| I of the Storm |

I of the Storm: Chapter 13

Get a grip, I told myself. This is not a beauty pageant.


Ms. Perfect Kayla was making her first bar mitzvah, and it was quite the event.

Oversized orchid centerpieces crowned each sitting table. Platters of liver pâté, salmon tartare, and grilled skewered vegetables bedecked the buffet. The smorgasbord was breathtakingly multidimensional, with endless tiers of boysenberry brocade tablecloths gracefully cascading from varying heights, topped by striking, petal-filled vases.

I hadn’t exactly pined to attend this kiddush. But Kayla lived down the block, her daughter was in Shira’s class, and her husband got along well with Daniel — case closed.

“Mazel tov, you look beautiful!” I gushed.

“Thank you soooo much for coming,” Kayla crooned. She gave a quick head-to-toe glance, the kind where you manage to size up someone’s presentation without being completely obvious. “I still can’t believe my Yitz is 13. It’s been such a crazy few months, outfitting the crew.”

“Oh, I believe it,” I said. Kayla’s girls — all matching, of course — looked like they’d stepped out of a Fendi catalog: exquisite floral headbands, sequined black shrugs, and flared mustard skirts, topped by patent-leather Mary Janes that screamed Primigi. Her boys were a vision of Versace: charcoal gray suits, natty red ties, and swanky black loafers.

A yank on my skirt. “Mommy, I’m going to the parking lot with my friends, okay?” Shira exclaimed, breathless. She held a mousse cup in one hand, a slice of strawberry shortcake in the other. Her hair — splayed across her face — was flecked with white cream and crumbs. The pair of stylish patterned tights I’d picked up this week now sported two holes.

I swallowed hard. “Sure, have fun!”

Get a grip, I told myself. This is not a beauty pageant.

So why did the contrast bother me so much?

If it was just Kayla’s crew that made me feel so dowdy, I realized, I’d be okay. She had a habit of generating feelings of inadequacy wherever she went. But the room held a sea of beautifully dressed children with coordinating accessories, and I was acutely conscious of just how much Shira stuck out.

“You’re not a materialistic person,” Daniel had said, shaking his head, when I once shared my angst. “Does it really bother you that she needs TJ Maxx not David Charles?”

“I’m not ditzy, but I’m a woman,” I shot back, bewildered at my sudden tears. “I like when my kids look elegant, put together.”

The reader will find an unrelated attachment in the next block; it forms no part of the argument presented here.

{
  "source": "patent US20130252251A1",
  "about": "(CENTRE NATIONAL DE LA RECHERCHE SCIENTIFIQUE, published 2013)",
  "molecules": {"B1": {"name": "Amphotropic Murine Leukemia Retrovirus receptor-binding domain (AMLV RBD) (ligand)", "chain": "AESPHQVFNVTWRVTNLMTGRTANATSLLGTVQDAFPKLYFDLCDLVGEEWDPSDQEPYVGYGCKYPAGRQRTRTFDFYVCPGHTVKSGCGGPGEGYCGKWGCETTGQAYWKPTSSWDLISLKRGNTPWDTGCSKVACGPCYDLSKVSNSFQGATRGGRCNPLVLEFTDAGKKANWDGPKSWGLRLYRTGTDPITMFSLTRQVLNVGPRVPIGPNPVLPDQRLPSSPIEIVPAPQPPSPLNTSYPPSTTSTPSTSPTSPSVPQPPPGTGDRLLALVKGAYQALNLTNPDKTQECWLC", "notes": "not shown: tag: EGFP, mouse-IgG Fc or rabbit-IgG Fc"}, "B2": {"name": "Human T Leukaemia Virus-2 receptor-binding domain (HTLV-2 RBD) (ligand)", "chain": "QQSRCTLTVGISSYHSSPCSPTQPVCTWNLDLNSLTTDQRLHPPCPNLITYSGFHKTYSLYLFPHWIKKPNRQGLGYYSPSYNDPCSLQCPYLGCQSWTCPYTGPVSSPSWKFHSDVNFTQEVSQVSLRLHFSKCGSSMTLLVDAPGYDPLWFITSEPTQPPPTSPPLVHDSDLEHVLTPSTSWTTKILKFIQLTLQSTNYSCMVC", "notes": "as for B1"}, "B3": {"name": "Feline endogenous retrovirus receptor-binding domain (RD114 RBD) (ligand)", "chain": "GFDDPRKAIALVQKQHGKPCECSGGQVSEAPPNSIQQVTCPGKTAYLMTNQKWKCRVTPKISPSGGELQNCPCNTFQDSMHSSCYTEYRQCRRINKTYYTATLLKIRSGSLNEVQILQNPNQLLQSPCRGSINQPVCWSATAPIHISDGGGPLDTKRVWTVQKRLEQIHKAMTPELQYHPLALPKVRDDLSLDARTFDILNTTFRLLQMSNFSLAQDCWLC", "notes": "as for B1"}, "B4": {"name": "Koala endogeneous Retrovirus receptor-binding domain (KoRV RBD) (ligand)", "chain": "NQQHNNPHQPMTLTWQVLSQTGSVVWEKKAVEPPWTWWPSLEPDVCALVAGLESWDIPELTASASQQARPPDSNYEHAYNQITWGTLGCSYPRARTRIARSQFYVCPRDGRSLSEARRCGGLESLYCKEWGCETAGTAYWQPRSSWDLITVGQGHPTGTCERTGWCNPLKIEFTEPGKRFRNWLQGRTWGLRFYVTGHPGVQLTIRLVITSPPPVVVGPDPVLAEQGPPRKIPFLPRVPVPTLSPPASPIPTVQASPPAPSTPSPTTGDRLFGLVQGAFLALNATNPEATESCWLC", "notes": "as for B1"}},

With Shira’s track record of clothing maintenance — shaped mostly by profound impulsivity and sensory issues — we couldn’t afford to invest in quality stuff. I could spend $500 dressing her to the nines, and six minutes later, she’d look like a case of neglect. And did I really need another reason to be furious at her?

“Ilana, did I introduce you to my mother-in-law?” Kayla tapped me on the shoulder, arm-in-arm with a spectacularly dressed woman. Now this was a person I wanted to meet. Mrs. Goldfein was not just the wife of a billionaire philanthropist; she was an accomplished woman herself — a mover and shaker in a national nonprofit.

“Oh, hi, mazel tov, so nice to meet you!” I blabbered, shifting Ari into my other arm in a desperate attempt to appear more polished. “I’ve heard so much about you, really happy to meet you in person…”

Why did I sound so stupid? The dazzling diamond cluster necklace, the sharply cut blond wig, the penetrating, focused gaze–something about this woman was so intimidating.

“MOMMEEE!!!!” A burst of burgundy ran across the room. “We made a CLUBHOUSE! A real clubhouse! With bricks and wood and crates!”

Shira’s bangs were caked with mud. Her eyes were haloed in some kind of gray soot, making her look like she’d just gotten punched. One sleeve was ripped. And the clincher: she had a nasty-looking runny nose.

“Oh…” Mrs. Goldfein stopped mid-smile, widened her eyes. “Is this your daughter?”

My heart thudded, resentment and humiliation and disgust surging into every muscle. I can’t stand being associated with this kid! my darker side screamed. Can I parade around with a sign saying ‘Accepting No Responsibility?’

But then, somewhere in that emotional cesspool, a weak little geyser sprang forth. You will be a parent, not a child, it repeated, its flow growing steadily stronger. You will accept her and love her. And you will not apologize for it. Ever. 

Consciously, deliberately, summoning every smidgen of fortitude I possessed, I wiped Shira’s face and put my arm around her.

“Yes, she is,” I replied slowly. I leaned down and dropped a kiss on her mussed up hair.

“She’s my daughter.”


(Originally featured in Family First, Issue 479)

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